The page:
BY WALT WHITEHURST
PUNGO — In life one thing leads to another.
In the latter years of my life, my wife Betty and I worked with individual volunteer missionaries through the United Methodist Church. During those nine and a half years we recruited, trained, and sent about 1,000 volunteer missionaries who served from two months to two years, some even longer. They were not paid a salary, which meant they had to seek their own support.
The largest number served within the United States in many different locations. The second largest number served in Chile, primarily because we had served there as missionaries and we knew many people in that country. After we retired, it occurred to us that we had in our files many interesting accounts of their experiences, which we thought were worth sharing.
What to do about it? Our conclusion was to write a book about their experiences: Following God’s Call: Individual Volunteers in Mission, published in 2008, now out of print.
In 2011, I had lunch in a restaurant one day with Joe Burroughs and Stuart Chaplain, friends with whom I grew up in Pungo. We had been riding bicycles on the boardwalk earlier that day. At lunchtime, the two of them started telling some very interesting tales about people in Pungo. Stuart said, “Someone ought to write these stories down, because when we’re gone, they’re gone.” Then he pointed to me. “Walt, you’re the man to do it!”
Gradually I started writing them down, and Pungo Tales was published that year. The thought never entered my mind that another book would be published, but people told me there were other tales that were not in the book. So finally the next book came out, also published in 2001: Pungo Tales Two: Some Old, Some New. Whereas the first book was mostly about people of the past, this new one told about people who are still alive as well as some from the past.
Later, I went to a meeting of writers at the Senior Resource Center, Inc., in Creeds and listened as individuals read their writings to each other. Some of them had written about their pets, and we could see how special those pets were. Pets have become a very important part of some families, and we could feel the depth of love the owners have for their pets.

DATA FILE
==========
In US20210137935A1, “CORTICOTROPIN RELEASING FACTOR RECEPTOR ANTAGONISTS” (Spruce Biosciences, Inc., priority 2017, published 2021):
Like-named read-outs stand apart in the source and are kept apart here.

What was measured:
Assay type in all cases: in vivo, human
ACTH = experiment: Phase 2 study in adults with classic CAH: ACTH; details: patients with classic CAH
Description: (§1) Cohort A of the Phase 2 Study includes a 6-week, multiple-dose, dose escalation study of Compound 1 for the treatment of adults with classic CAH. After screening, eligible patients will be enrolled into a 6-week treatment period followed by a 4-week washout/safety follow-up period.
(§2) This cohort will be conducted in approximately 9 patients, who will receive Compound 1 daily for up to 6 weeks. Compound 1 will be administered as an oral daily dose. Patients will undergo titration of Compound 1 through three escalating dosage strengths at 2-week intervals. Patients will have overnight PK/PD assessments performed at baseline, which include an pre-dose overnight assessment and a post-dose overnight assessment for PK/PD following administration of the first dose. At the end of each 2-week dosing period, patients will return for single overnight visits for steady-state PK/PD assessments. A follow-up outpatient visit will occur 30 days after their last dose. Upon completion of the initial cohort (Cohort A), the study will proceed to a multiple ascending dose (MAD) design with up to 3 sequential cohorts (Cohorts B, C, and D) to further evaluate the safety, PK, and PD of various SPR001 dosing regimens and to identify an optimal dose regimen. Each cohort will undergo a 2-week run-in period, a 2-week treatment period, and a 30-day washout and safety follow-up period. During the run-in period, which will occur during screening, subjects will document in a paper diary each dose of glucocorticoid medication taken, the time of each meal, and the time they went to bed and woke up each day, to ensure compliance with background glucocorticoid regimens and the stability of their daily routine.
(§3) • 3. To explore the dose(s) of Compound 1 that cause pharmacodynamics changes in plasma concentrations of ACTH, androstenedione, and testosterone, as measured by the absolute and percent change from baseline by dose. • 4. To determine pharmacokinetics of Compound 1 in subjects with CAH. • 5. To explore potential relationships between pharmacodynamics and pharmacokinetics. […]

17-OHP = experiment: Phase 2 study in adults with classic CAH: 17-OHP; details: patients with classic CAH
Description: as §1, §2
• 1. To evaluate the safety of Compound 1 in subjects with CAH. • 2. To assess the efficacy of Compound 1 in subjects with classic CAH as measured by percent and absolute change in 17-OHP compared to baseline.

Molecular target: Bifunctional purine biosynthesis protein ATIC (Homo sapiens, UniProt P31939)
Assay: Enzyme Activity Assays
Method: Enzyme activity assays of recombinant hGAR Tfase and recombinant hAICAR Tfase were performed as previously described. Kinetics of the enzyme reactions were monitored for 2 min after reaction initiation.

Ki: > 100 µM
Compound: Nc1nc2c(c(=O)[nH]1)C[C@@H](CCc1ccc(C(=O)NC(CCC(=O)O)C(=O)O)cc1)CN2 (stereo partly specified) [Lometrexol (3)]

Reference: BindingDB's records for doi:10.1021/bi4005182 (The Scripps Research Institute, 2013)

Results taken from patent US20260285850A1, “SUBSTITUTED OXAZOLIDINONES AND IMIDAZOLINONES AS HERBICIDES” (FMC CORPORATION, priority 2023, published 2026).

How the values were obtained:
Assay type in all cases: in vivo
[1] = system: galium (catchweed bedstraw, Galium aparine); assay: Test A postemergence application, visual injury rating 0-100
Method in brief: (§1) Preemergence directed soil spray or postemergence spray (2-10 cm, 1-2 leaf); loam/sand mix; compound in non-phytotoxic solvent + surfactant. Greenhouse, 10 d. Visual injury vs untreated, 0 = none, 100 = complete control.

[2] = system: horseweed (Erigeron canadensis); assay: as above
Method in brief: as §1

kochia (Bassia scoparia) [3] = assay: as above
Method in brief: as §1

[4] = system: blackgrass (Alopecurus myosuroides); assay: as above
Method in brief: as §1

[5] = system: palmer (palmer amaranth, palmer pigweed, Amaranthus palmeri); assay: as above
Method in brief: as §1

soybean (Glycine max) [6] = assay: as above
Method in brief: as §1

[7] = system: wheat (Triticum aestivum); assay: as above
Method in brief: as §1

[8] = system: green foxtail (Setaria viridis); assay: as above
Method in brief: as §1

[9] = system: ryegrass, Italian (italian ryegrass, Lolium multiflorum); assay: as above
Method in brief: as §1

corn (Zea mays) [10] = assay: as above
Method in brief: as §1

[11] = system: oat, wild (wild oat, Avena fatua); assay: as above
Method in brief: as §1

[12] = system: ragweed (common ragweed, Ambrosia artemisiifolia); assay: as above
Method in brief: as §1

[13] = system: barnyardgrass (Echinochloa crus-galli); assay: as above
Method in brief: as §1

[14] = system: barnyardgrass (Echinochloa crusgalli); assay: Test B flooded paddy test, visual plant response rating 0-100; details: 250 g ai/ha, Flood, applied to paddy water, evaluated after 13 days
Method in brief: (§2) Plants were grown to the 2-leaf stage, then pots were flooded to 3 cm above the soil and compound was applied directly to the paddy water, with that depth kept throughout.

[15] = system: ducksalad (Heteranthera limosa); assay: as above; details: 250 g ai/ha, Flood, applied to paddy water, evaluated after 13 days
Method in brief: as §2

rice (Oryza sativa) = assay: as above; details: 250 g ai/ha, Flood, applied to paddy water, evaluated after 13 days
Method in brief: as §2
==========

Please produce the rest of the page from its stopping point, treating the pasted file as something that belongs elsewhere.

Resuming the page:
That led to the next book in 2013: Pungo Tales Three: People, Pets, Places. In 2014, the next book came out: Pungo Tales Four: Then and Now. It was interesting to think about things that used to be in Pungo Village when I was a boy that are no longer here.
Some people mentioned that these books don’t share much about my own life. This year, I sent one more manuscript to my publisher. It is called Pungo Tales Five: My Story and More, and it arrived in time for this year’s Pungo Strawberry Festival. It is mostly a focus on my life, but it includes other tales, as well.
What have I learned in this process of writing? One lesson is how important it is to write. Over and over we hear statements like this: “My dad told me so many stories about his life, but I did not write them down and now they are gone.” I encourage people to write down those stories with the thought that they could be published, or at least could be beneficial for younger family members.
Also, I have learned how much I love Pungo and how I am happy to have been raised here. Abraham Lincoln said, “A person should be proud of his home town and live such a life that his home town will be proud of him.”
As I interview people, it is a joy to get to know them better. Indeed, Pungo is a wonderful place to live. It is important that we who live here work together to help to make it an even better place.
The Rev. Walter A. Whitehurst lives in Pungo. Email the author for information about the books via firstname.lastname@example.org or call him at (757) 426-0230.
© 2016 Pungo Publishing Co., LLC